The proof of this lemma and the following corollary are in the appendix.

14

is possible to show that the payoﬀ is diﬀerentiable at P

eq

,

13

and therefore that for c < ˆ c,

u

0+

(P

eq

) = u

0−

(P

eq

) is positive. It follows that there is an interior solution u

0+

(P) = 0.

Because P = P

eq

is feasible, this interior solution is also a global maximum.

Proposition 2. Suppose that court fees are high and that the cost of weak patents is small (c < ˆ c).

Firm 0 chooses optimally to produce weak patents: the number of patents P

no

, P

no

> P

eq

solves

K

(P +K)

2

Mπσ(P) −c = 0.

Remark 1. When the cost of producing weak patents, c, is instead greater than the cutoﬀ ˆ c, ﬁrm

0 will not pad: the optimum when P ≤ P

eq

is strictly lower than P

eq

, implying u

0

(P

eq

) < 0,

while the optimum when P ≥ P

eq

is at P

eq

, implying a global maximum less than P

eq

. This

is rather intuitive: weak patents increase the revenue only through the level of royalties but not

through the level of market proﬁts: if the cost of weak patents is high enough, they become a

poor substitute for strong patents in raising total proﬁts since strong patents increase both the

royalty rate and the market proﬁt π.

3.1.2 Low Court Fees: ∆(∞) > f

The analysis in the regime P ≤ P

eq

is the same as before and P

eq

is the optimal choice when c

is small.

In the regime P ≥ P

eq

, consider P

no

deﬁned in Proposition 2, the optimum when ﬁrm 0 does

not face disputes, and P

lim

the level of patents at which ﬁrm 1 is indiﬀerent between disputing

and not when ﬁrm 0 chooses σ(P) strong patents. Since when there is no dispute the payoﬀ to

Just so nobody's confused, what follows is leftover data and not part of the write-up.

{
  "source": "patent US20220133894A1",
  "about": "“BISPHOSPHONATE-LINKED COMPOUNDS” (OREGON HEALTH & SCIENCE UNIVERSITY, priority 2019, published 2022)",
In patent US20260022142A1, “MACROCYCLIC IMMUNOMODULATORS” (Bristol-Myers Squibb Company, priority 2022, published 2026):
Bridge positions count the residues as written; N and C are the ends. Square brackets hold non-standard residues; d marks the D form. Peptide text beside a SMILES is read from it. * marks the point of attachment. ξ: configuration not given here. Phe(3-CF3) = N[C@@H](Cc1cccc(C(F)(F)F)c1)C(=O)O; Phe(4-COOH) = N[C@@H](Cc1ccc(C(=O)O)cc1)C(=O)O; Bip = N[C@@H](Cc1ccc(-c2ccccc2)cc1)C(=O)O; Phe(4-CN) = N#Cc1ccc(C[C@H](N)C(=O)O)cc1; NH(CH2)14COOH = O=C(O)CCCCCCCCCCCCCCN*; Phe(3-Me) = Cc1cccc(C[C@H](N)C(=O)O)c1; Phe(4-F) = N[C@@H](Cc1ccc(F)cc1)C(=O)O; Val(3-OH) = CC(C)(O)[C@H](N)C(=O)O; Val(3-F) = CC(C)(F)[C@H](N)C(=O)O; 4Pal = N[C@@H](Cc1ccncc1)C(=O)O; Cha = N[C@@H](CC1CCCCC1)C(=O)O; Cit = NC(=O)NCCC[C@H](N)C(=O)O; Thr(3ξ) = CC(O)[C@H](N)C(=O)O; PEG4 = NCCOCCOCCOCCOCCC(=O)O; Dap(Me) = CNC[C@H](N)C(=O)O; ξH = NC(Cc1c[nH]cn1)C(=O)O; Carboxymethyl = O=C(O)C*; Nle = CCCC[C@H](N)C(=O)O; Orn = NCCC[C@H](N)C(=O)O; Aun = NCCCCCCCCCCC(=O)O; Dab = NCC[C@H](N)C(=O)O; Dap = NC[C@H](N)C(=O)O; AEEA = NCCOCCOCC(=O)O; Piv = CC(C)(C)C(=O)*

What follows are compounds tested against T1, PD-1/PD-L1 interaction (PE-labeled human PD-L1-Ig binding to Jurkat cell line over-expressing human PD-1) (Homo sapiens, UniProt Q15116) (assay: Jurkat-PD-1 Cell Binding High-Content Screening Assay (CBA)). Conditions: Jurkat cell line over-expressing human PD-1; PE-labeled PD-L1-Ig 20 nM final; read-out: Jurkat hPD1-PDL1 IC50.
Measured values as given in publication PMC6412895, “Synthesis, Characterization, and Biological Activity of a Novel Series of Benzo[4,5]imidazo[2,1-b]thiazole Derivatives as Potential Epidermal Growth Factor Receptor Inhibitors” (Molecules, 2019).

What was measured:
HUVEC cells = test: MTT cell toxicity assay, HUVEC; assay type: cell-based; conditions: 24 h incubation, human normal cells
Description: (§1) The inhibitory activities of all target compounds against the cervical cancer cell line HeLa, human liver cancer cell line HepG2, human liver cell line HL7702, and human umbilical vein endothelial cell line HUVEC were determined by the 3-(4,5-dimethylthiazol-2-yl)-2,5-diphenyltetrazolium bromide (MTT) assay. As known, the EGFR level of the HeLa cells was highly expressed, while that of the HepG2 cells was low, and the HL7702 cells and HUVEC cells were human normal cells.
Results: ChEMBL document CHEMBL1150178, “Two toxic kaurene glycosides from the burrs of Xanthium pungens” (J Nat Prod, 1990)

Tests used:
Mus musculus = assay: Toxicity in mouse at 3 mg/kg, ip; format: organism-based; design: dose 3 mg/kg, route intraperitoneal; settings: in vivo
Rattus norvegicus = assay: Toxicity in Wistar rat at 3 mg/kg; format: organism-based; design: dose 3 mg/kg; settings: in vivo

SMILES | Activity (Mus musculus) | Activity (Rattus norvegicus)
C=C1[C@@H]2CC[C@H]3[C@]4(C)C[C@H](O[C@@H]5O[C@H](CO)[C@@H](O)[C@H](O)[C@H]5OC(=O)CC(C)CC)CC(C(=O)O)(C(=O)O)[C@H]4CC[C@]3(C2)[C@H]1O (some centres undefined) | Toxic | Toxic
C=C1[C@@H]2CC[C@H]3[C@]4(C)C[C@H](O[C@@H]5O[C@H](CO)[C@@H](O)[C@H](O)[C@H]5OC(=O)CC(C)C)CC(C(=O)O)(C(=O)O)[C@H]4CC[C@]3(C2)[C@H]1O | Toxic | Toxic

ﬁrm 0 is single peaked, it optimally chooses P

d

= min(P

lim

, P

no

).

If P

d

= P

no

, we are done.

If P

d

= P

lim

, ﬁrm 1 is indiﬀerent between disputing and not. Could we have equilibria in

which ﬁrm 1 disputes with probability γ > 0? No, because ﬁrm 0 strictly prefers γ = 0 to γ > 0,

and would inﬁnitesimally reduce its total number of patents to make it strictly optimal for ﬁrm

1 to stop disputing altogether. Consequently, the unique equilibrium behavior at P

lim

is for ﬁrm

13

To see this, use P

eq

=

1

µ

{

P

eq

P

eq

+K

Mπ +c} and substitute µ =

Mπ

P

eq

+K

+

c

P

eq

in u

0−

.

15

1 not to dispute the patents.

Proposition 3. Suppose that court fees are low and that the cost of weak patents is low (c < ˆ c).

Firm 0 produces min(P

lim

, P

no

) patents and there is no dispute in equilibrium.

3.2 Comparative Statics and Policy Implications

Within our model, we can analyze the role played by the courts (f) and certiﬁcation or other

ways to make padding more diﬃcult (c could be the cost of certifying patents, either via the

patent system or via the standard). It is useful to summarize our previous ﬁndings and illustrate

the roles of c and f in the diﬀerent regimes.

A key result is Proposition 1, which establishes the covariation between strong and weak

patents, or between the level of R&D and padding. This is an implication of FRAND and of the

fact that the share of industry proﬁts accruing to the upstream ﬁrm is increasing in the number

of patents it brings to the standard. Indeed, when there are fewer weak patents, the share of

proﬁts accruing to the upstream ﬁrm decreases, the marginal revenue from strong patents is also

lower and the upstream ﬁrm will invest less in R&D.